hhtype                = {grammar},
  inlg                  = {English [eng]},
  isbn                  = {9780591762358},
  lgcode                = {Bay Islands English = English [eng]},
  macro_area            = {Eurasia},
  mpi_eva_library_shelf = {PE 3272 GRA 2007},
  mpifn                 = {english_graham1997_o.pdf},
  source                = {DAI-A 59/02, p. 470, Aug 1998},
  src                   = {hh, mpieva},
  subject               = {LANGUAGE, LINGUISTICS (0290); LANGUAGE, MODERN (0291)},
  subject_headings      = {English language – Honduras – Islas de la Bahía, English language – Dialects – Honduras – Islas de la Bahía, English language – Honduras – Islas de la Bahía – English language – Dialects – Honduras – Islas de la Bahía},
  umi_id                = {9824075}
}
TY  - THES
AU  - Graham, William Ross
PY  - 1997
DA  - 1997//
TI  - Bay Islands English: Linguistic Contact and Convergence in the Western Caribbean
PB  - Gainesville: University of Florida
CY  - Ann Arbor
AB  - Bay Islands English (BIE) is the name given to the varieties of the English language natively spoken on the islands of that name lying off the north coast of Honduras. The original data is derived from nine months of fieldwork conducted on the three islands of Roatan, Utila and Guanaja, between 1991 and 1992. A word-list supplemented by fieldnotes supplies the raw data for chapters on phonemics and other aspects of pronunciation. Transcripts of 25 interviews and field observations likewise form the basis for accounts of the syntax of the Verb Phrase and the morphosyntax of the Noun Phrase, as well as detailed quantitative studies of the copula and verbal-s marking. It is argued that BIE originates in the eighteenth century contact between blacks and whites living on the Cayman Islands. Whites spoke a koineized dialect with some creole influence: this is referred to as ’earlier Anglo-Caribbean’. Caymanians settled on the Bay Islands in the mid-nineteenth century. The abundance of creole features in black BIE make it clear that the speech of least a segment of the immigrant population was of the type generally accepted as ’creole’. Today, black BIE is ’mesolectal’. The much lower incidence of such features in white BIE indicates that Anglo-Caribbean was never creolized. A number of non-standard elements in white BIE can be traced to older British dialectal influence; in this, Scottish dialects played an important role, as is suggested by the existence of a strong Subject-type constraint with plural ’is’. Prolonged contact between the polar grammars has produced a large area of convergence, in which forms and structures from the non-standard superstrate are adapted to uses deriving from non-standard creole-influenced grammar, for example, in the use of past markers such as had and been. It is argued that the preverbal habitual marker doz was early adopted by blacks, influenced by periphrastic do/does in earlier Anglo-Caribbean. The adoption of non-concord V-s as a habitual marker was an innovation within Anglo-Caribbean, perhaps motivated by a desire to avoid the stigmatized periphrastic habitual.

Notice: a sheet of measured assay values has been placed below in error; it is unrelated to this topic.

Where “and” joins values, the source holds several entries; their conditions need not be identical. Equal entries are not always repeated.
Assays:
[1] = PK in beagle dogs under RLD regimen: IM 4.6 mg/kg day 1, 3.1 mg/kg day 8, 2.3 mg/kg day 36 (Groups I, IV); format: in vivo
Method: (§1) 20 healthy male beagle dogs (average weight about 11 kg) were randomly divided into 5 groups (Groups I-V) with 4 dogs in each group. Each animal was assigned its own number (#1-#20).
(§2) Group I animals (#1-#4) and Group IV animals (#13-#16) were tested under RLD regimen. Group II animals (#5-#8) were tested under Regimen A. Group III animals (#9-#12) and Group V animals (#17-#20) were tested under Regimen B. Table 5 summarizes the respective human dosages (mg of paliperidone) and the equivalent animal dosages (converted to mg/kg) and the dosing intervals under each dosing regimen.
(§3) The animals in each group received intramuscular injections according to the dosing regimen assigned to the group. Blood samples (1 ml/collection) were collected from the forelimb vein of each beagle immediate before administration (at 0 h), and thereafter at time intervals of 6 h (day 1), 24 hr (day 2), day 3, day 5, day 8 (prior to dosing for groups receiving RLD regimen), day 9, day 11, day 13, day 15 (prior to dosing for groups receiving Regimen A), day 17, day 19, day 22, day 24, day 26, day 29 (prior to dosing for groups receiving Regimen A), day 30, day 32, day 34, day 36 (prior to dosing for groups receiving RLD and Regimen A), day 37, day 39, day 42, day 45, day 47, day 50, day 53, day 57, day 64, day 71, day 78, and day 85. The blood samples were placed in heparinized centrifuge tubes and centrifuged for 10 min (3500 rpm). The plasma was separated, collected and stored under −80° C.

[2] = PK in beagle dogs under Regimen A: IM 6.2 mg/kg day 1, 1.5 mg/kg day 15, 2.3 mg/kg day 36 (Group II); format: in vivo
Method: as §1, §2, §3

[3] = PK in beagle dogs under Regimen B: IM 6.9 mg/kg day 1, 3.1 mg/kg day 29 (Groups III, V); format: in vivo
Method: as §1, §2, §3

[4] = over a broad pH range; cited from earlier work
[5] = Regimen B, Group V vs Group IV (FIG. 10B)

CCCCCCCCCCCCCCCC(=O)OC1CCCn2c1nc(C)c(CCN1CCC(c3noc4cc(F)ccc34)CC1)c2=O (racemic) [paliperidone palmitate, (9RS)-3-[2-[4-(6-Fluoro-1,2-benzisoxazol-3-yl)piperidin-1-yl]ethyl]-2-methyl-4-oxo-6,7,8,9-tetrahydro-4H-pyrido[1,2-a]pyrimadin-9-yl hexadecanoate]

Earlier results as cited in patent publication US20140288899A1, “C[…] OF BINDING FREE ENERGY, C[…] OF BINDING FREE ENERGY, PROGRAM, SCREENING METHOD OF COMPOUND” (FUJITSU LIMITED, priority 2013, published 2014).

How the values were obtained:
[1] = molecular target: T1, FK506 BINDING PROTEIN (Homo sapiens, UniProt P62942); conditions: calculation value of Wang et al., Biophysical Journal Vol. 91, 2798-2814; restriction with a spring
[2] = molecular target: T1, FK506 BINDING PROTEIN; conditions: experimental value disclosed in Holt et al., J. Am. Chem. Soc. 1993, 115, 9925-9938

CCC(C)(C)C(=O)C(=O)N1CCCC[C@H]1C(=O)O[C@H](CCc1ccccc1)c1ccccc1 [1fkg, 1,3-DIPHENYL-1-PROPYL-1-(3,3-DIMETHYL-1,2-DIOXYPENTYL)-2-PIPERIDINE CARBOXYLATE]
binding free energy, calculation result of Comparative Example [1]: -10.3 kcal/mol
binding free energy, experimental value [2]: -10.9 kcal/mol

N1  - Includes bibliographical references (S. 598-614)
ID  - 147879
U1  - Ph.D. thesis
ER  -